The Science of “Classifying Intel” and of Punishing Whistle Blowers

One thing that is very interesting about this talk, given by Kevin Shipp, retired CIA agent, is his discussion of how investigations managed by Congressional committees can so easily be shut down. (This talk was given in late 2016, before the recent  Congressional oversight of the Mueller probe.)

I find so much of value in this talk and wanted to share it here:... [Read More]


The Challenge of Free Trade: How Does One Side Win When Everyone Cheats?

Posted this at Legacy: What do people think here?

I used to be a believer in Free Trade. No matter what, I thought the trade policy of America should be that there are no limits whatsoever to trade. If the other side had all sorts of restrictions, it did not matter, because it was always better for Americans on the whole to have total free trade. Why did I believe this? Because learned people said it was so, and that was good enough for me.... [Read More]


Aid Groups Blame Italy After Migrants Are Sent To Libya

NEWS Now The Associated Press — By SIMONE SOMEKH – Associated Press

ROME (AP) — Italian officials deflected responsibility Tuesday after 108 migrants rescued in the Mediterranean were returned to Libya, a move that humanitarian groups said could violate international law.... [Read More]


Monday Meals: Sorrel Soup

The darn stuff is so easy to grow. Find a catalog that offers it, prepare the ground, bung the seeds in, and have patience. Growth is slow compared to that of some of the lettuces, for example, but then you see it is slow to bolt, as well.

A delightful sour taste is the outstanding characteristic of this pot-herb. I’d long used it as a minority leaf in a salad bowl, just for the lemony sour accent. This year, the crop was abundant and I had the time, so I whacked off half a row and brought it in.... [Read More]


1200 Klicks to Canada, in the high lonesome

Here we are , doing one of our classic vacations while working over the net deals. We just arrived at our first destination after driving the F150 over 1200 kilometers (they use different measures up here and pretend it’s meaningful).

Jasper Alberta is smack dab in the middle of a National Park with crystal waters, slate gray mountains and thin rooted pines struggling with pre-permafrost.... [Read More]


How News Should Sound

“This is how the news should sound.”   That is the introduction to a new radio news talk show that I have been hearing on NPR.   The name of the show is “The Daily.”   It is a real howler.   It both gives me great laughs and raises my blood pressure.   It is anti-Trump, anti-conservative, anti-Republican Leftism brought to you with all the outragey feels you want when you are nostalgic for the pepper-spray whiff of street demonstrations.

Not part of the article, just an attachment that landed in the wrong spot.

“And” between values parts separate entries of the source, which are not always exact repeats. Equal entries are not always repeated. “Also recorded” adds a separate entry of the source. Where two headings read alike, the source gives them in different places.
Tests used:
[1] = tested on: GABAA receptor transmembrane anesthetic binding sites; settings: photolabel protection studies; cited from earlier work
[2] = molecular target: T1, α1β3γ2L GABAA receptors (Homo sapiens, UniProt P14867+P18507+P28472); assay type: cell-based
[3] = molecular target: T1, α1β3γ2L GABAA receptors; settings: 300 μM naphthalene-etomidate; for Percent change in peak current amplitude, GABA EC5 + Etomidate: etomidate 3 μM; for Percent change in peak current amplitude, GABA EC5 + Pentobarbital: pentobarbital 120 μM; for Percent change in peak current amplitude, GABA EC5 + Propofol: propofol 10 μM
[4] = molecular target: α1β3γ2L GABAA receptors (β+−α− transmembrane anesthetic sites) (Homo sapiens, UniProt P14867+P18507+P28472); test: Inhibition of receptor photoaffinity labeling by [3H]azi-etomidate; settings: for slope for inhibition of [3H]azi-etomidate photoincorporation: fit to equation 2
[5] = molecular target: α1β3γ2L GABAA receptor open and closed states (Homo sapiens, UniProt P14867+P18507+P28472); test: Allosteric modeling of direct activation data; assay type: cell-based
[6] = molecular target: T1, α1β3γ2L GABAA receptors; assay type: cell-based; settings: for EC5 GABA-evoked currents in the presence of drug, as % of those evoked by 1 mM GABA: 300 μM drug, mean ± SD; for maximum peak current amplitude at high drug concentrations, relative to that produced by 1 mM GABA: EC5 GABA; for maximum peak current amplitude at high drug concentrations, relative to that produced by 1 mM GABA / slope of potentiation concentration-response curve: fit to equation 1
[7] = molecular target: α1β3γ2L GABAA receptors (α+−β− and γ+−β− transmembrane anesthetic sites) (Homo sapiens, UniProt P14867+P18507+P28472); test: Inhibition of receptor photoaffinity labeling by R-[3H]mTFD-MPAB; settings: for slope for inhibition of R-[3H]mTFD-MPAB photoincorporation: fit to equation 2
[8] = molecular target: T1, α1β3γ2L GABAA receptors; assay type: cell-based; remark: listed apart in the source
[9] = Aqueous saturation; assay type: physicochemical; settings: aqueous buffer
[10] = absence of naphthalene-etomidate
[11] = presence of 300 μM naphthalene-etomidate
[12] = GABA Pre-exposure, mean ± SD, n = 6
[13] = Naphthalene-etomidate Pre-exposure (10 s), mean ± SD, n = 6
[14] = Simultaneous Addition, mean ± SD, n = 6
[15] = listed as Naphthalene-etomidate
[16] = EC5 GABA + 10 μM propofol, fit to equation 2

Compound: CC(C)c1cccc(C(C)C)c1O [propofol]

“The Daily, with Michael Barbaro” is a production of the New York Times.   The broadcasts are available as podcasts.  They are a parody of themselves.   They are short (22-minutes) and focus on a single issue each episode.  Sometimes they do a series of two or three episodes.   I have listened to all the usual Leftist bilge.   What gives the laughs is the hushed tones and atmospheric music (violins swells in a minor key to let you know that you are about to hear the latest real outragey dirt on Trump).   They whisper the introductions to experts who pontificate about how awful the Trump Administration is.   They whip up sympathies with sob stories from the most appealing of illegal immigrants.   They really like to interview minor officials from the Obama Administration who now have impressive-sounding titles at Leftist think tanks.... [Read More]


Rave Review: James Michener’s “Hawaii”

One of the few benefits of the (so far) gentle intellectual decline I am experiencing at age 74 is that I can re-read books seemingly de novo. I read “Hawaii” many years ago; I don’t remember in what period of my life that was and recalled virtually nothing of the story as it unfolded this time.

I just came to the end a few minutes ago and am awash with ambivalent feelings consisting of nostalgia, longing, sadness, wonder and more. Michener had an almost “God’s-eye” view of humanity and the ability to set it forth in clear, eminently-readable and inviting prose. I am grieving the end of the story.... [Read More]


This Week’s Book Review – Shale Boom: The Barnett Shale Play and Fort Worth

I write a weekly book review for the Daily News of Galveston County. (It is not the biggest daily newspaper in Texas, but it is the oldest.) My review normally appears Wednesdays. When it appears, I post the review here on the following Sunday.... [Read More]